Water is the key to life — every system in our body depends on it. Water helps carry nutrients to our cells, helps rid toxins from our organs, and keeps our nose, ears, and throat moist. If we don’t drink enough water, we become dehydrated. Dehydration can lead to dizziness, fatigue, and confusion. We lose water on a daily basis by breathing, urinating, and sweating. Because we constantly lose water, we must repeatedly replace what we lose.
The Institute of Medicine states that an adequate daily intake of water for men is about 13 cups and about 9 cups for women. Water comes from more than just fluids; it is a major component of many foods. In fact, it is estimated that 20 percent of our water needs are met through food.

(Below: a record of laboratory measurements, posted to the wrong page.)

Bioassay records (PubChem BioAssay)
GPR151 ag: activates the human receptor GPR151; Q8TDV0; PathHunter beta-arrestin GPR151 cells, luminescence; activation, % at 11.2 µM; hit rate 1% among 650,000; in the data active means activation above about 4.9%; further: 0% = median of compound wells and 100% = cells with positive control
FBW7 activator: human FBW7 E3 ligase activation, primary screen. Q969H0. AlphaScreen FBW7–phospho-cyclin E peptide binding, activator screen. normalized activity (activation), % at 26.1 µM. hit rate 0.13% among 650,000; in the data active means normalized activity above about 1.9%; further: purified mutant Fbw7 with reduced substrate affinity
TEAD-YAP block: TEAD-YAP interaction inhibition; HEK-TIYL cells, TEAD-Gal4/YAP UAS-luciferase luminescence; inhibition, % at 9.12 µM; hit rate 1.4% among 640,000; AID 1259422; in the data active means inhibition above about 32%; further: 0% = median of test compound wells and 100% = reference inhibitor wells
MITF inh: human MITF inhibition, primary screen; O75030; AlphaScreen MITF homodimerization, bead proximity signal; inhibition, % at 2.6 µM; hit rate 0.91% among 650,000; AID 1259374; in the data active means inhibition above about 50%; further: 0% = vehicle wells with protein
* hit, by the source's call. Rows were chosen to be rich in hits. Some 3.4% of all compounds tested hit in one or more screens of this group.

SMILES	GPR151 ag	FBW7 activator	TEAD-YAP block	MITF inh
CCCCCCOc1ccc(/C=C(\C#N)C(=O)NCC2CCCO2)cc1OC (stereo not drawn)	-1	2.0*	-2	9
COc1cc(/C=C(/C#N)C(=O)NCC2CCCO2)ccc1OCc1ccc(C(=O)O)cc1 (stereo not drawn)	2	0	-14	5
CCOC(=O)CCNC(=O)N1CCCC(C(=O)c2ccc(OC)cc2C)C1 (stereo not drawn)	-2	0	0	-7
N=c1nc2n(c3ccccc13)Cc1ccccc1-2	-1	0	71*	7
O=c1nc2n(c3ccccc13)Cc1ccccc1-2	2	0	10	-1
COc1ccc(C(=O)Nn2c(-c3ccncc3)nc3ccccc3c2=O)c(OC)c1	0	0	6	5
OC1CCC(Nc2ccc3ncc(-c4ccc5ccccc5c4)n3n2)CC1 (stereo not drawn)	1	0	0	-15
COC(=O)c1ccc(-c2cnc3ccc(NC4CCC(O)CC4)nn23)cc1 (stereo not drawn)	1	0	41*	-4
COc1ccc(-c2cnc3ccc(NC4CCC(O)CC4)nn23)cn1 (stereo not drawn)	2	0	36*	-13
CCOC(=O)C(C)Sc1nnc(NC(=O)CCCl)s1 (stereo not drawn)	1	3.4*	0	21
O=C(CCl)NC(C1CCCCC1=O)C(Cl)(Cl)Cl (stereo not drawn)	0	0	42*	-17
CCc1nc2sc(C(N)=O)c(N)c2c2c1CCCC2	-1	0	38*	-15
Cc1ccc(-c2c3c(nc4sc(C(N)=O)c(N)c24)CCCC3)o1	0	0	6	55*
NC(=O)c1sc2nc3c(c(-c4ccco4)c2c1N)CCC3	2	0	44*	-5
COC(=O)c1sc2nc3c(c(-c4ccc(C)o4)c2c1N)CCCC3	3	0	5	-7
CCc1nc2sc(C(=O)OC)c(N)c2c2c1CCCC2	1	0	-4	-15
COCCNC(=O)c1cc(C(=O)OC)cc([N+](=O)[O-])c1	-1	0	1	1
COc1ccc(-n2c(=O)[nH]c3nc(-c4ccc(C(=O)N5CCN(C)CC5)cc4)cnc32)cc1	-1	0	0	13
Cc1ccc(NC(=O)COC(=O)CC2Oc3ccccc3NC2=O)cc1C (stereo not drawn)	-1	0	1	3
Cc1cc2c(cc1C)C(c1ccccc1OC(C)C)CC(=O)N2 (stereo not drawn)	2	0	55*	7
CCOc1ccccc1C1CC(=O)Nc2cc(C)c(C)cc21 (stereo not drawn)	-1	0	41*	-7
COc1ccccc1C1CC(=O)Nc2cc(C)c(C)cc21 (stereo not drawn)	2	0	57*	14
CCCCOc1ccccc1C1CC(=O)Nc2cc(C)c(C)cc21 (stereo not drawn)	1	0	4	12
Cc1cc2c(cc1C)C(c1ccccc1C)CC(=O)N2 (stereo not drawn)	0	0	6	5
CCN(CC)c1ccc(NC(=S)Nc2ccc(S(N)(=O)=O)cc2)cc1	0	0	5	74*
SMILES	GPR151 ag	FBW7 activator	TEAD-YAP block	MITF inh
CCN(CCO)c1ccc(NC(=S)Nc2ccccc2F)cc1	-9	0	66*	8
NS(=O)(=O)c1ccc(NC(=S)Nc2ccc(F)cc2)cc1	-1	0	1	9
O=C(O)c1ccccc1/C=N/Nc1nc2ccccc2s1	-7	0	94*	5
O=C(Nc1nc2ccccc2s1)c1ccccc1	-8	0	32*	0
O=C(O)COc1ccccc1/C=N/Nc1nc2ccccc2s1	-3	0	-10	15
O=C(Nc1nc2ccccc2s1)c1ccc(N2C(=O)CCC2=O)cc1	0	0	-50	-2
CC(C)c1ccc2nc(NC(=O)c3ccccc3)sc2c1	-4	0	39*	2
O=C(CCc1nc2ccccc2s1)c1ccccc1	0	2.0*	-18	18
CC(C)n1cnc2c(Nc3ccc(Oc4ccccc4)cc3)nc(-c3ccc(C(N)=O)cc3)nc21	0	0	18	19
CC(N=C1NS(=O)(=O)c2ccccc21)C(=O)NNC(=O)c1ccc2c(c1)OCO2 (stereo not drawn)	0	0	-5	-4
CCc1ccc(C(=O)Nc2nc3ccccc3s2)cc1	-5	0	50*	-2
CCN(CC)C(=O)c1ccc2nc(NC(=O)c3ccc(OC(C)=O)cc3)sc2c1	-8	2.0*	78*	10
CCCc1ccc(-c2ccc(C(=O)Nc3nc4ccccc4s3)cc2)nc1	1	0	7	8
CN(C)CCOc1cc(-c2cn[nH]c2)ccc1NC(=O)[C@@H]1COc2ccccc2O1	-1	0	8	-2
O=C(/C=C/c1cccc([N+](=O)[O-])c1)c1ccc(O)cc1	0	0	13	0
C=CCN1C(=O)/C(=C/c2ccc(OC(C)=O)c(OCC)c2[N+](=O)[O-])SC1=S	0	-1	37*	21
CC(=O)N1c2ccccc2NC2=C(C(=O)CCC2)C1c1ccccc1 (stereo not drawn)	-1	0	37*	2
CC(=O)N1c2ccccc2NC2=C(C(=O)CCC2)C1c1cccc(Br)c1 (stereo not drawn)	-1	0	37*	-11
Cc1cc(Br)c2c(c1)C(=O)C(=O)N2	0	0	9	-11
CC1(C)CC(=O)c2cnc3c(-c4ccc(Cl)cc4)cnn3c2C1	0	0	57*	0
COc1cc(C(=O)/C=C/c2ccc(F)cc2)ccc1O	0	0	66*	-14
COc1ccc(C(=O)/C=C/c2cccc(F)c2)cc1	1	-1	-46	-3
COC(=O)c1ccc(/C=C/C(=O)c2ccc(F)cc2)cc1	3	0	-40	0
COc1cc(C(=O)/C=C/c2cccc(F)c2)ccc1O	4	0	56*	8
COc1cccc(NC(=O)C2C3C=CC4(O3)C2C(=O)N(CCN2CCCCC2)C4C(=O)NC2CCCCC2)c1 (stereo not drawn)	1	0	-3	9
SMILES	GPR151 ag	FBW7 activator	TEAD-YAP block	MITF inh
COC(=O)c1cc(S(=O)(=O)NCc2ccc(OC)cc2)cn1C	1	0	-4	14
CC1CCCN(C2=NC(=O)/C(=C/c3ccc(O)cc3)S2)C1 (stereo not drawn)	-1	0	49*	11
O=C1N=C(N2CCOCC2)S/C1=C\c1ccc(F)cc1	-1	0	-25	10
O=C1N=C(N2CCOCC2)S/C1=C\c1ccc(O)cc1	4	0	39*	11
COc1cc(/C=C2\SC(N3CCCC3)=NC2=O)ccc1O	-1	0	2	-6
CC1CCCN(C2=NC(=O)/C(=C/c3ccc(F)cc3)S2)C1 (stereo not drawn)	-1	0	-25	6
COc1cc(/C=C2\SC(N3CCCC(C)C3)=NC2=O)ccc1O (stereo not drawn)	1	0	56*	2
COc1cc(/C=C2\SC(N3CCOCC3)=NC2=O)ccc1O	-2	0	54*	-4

Foods with high water content add volume but minimal calories to the diet. Eating foods high in water can promote a feeling of fullness. Fruits and vegetables are two food groups that have generally high water content. Fruits, vegetables, and dairy products like milk and yogurt can help you reach your daily water recommendations.
Fruits and vegetables high in water
Fruit: Watermelon, citrus fruits, grapes, apples, papaya, strawberries, apricots, cherries
Vegetables: Carrots, bell peppers, lettuce, tomato, cucumber, squash, celery, broccoli, cauliflower, spinach
Use these helpful resources to better understand the role water plays in your health.
Eat to Compete: What You Should Know about Fluids
Bottled Water—Know the Facts